This borders on the absurd. There are certainly instances where private industry promotes self-serving nudges rather than benevolent ones. But private companies are not only subject to market forces, but to regulation and oversight by government as well if they step too far out of line. "Managers in the public sector" are often career bureaucrats who are rarely fired in cases other than extreme negligence or malfeasance. As to elected officials, I hold up as recent counterexamples two individuals indicted by the Pennsylvania Attorney General in a massive multi-year investigation into misappropriation of state funds, John Perzel (R) and Bill DeWeese (D) who were recently re-elected by their parties to stand in the general election. You just can't get these guys out of office that easily. Jeff Skilling went to jail. Barney Frank is still a Congressman. Congress has done much more financial damage to the United States than Enron ever could have.
Nudge, pp 251:
"If the Nudgers are incompetent, then they could easily do more harm than good by directing people's choices. And if the risk of self-dealing is high, then it is right to be wary of attempts to nudge. [...] But for those with less pessimistic views about government, who think politicians and bureaucrats are just Humans, not much more likely to be stupid or dishonest than (say) business executives, lawyers, or economists, we can ask whether a situation contains special risk of self-dealing.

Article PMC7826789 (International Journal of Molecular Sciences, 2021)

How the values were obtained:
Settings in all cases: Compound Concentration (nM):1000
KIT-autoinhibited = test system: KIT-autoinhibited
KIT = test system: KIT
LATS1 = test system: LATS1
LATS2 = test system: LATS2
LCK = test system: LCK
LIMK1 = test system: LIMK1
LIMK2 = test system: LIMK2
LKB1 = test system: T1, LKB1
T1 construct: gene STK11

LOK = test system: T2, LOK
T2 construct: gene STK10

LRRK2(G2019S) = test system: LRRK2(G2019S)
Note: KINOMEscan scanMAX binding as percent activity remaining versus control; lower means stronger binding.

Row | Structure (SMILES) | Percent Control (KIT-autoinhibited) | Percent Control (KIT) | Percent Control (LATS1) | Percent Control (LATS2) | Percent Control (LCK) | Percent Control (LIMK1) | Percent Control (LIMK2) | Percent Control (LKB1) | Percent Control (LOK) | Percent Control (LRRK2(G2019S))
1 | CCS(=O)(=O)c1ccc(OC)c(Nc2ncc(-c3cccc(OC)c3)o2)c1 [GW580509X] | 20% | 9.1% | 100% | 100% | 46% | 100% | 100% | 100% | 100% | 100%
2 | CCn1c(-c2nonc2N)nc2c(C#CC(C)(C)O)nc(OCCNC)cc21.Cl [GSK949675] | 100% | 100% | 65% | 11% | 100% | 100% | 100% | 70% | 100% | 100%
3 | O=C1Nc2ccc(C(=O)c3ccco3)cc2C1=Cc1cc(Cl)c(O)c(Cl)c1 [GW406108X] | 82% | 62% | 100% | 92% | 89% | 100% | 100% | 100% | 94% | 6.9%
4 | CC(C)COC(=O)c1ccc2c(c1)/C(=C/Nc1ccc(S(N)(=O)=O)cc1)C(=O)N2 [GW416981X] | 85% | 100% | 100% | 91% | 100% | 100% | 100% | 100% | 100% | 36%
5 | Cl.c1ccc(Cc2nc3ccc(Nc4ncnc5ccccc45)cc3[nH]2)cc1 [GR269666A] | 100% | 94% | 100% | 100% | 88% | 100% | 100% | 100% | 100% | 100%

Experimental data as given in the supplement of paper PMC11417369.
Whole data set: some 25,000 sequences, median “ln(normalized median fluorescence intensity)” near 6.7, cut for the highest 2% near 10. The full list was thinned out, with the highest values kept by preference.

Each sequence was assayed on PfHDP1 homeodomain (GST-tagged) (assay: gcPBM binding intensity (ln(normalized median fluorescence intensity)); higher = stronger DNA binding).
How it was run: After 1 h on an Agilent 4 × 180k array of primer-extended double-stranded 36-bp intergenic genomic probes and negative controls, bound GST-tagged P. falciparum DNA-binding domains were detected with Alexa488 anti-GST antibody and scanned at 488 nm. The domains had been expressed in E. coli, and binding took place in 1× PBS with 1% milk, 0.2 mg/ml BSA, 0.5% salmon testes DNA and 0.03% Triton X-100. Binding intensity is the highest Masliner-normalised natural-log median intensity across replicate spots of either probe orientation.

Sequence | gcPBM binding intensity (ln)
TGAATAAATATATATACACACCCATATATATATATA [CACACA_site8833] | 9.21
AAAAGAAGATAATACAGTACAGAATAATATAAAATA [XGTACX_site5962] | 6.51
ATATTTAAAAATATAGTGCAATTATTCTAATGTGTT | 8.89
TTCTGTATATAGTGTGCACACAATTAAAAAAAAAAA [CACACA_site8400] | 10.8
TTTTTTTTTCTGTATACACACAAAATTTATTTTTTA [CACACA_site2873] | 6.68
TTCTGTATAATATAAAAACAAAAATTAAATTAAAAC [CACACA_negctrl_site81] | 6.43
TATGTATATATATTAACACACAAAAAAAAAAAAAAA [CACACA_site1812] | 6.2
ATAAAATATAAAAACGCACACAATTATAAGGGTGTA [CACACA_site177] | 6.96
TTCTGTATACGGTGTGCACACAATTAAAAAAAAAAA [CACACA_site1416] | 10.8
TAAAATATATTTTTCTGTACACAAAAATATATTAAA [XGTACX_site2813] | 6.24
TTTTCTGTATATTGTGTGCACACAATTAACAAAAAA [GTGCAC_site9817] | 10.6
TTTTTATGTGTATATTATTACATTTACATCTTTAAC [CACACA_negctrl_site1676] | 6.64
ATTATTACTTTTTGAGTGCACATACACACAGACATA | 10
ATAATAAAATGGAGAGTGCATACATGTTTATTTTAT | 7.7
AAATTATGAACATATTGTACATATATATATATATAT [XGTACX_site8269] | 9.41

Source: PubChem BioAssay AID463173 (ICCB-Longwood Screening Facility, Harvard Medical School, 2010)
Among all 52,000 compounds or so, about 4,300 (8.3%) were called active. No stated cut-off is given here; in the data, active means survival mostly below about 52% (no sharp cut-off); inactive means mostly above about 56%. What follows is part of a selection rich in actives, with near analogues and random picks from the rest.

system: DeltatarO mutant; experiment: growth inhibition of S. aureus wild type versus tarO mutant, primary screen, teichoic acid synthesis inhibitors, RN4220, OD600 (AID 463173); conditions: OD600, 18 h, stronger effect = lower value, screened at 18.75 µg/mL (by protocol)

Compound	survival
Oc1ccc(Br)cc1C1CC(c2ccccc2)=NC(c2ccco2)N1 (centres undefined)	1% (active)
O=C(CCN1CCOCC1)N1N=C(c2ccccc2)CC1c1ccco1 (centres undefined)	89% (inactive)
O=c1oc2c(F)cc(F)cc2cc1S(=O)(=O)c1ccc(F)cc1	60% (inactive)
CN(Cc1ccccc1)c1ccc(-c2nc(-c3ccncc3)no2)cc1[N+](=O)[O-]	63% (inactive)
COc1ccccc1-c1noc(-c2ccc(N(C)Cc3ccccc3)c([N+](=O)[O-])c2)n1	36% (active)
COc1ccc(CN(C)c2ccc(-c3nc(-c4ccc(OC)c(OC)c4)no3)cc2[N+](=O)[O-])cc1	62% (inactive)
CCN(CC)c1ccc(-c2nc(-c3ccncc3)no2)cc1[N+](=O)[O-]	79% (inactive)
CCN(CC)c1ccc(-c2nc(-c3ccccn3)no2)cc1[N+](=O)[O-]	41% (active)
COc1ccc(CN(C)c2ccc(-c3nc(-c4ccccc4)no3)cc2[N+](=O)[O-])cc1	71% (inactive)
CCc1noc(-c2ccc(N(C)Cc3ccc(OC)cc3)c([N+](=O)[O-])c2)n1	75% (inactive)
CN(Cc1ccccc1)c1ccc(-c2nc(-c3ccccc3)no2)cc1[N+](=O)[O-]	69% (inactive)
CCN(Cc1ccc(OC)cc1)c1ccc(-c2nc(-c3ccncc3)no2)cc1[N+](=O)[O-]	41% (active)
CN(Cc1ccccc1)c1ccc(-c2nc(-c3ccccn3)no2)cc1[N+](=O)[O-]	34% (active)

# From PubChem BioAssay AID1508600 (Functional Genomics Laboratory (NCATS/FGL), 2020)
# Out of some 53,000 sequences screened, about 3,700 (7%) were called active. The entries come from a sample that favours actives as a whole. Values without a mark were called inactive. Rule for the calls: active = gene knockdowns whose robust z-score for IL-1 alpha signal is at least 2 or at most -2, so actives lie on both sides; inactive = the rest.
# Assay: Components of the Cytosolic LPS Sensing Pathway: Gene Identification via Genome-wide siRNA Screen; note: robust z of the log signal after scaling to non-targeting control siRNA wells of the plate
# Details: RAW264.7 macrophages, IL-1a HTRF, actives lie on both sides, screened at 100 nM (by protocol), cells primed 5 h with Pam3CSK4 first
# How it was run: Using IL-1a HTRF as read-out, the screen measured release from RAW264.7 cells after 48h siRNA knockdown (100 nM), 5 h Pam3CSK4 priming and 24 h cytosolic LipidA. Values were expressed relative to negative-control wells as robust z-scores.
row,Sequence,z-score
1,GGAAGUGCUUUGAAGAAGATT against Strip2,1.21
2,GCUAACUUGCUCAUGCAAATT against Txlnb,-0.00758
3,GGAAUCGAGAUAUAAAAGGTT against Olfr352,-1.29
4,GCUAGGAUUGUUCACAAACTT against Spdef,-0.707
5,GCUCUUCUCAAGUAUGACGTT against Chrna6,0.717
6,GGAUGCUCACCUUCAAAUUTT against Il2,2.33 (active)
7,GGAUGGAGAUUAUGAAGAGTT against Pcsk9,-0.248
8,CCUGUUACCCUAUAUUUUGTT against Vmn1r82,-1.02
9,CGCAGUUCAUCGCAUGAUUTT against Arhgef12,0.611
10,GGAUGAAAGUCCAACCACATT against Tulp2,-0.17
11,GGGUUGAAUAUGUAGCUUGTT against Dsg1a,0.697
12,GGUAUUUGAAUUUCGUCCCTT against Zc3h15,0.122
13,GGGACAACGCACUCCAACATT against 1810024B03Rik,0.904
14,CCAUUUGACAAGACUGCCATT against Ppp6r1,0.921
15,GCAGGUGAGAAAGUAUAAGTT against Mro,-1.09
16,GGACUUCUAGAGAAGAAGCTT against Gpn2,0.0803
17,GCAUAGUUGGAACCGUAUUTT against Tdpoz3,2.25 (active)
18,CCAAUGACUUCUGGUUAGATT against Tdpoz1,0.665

It's striking to me that Nudge focuses on self-dealing so much while downplaying incompetence and totally ignoring ideological fervor. Thanks to Penn and Teller, we know that recycling is bullshit, yet we are still encouraged to recycle. The EPA Energy Star nudge has been proven to be problematic. The Compact Fluorescent Bulb nudge is suspect given the toxic materials used in their construction, quality control issues shortening lifespan, and non-universal applicability, never mind the eventual (non-nudge, slippery slope) ban of conventional technology. In the nudge to get people to eat less animal fat, even more harmful trans-fat substances like margarine were promoted. The food pyramid, "helpfully" staring at us from our cereal boxes, promotes a questionable dietary reliance on grains that may be making us fatter. The authors applaud a nudge of high-schoolers towards college, yet many would argue that too many people attend college as it is. And don't forget the multi-decade, multi-faceted nudges (and non-nudge policies) towards home ownership that played a roll in inflating the housing bubble of recent years.
Where is the check on these evidently failed nudges? The ballot box? Get real.
Thaler and Sunstein suggest their libertarian escape hatch as the check on bad nudges:
"And by arguing for a libertarian check on bad plans, we hope to crate a strong safeguard against ill-considered or ill-motivated plans. To the extent that individual self-interest is a healthy check on planners, freedom of choice is an important corrective." -- pp. 243-4.
While I am grateful for the libertarian grace afforded here, this cop-out is contradicted by most of the rest of their book. They spent two and a half hundred pages arguing that people are persuadable by social norms, frequently accept defaults, and are biased towards the status quo. Why should we expect a bad nudge to be significantly less effective than a good one?
Nudges are here to stay, but it worries me that they have been welcomed so readily by some of Our Betters who in too many cases can not be trusted to know what a good nudge is, nor are they capable of stopping themselves at mere nudges.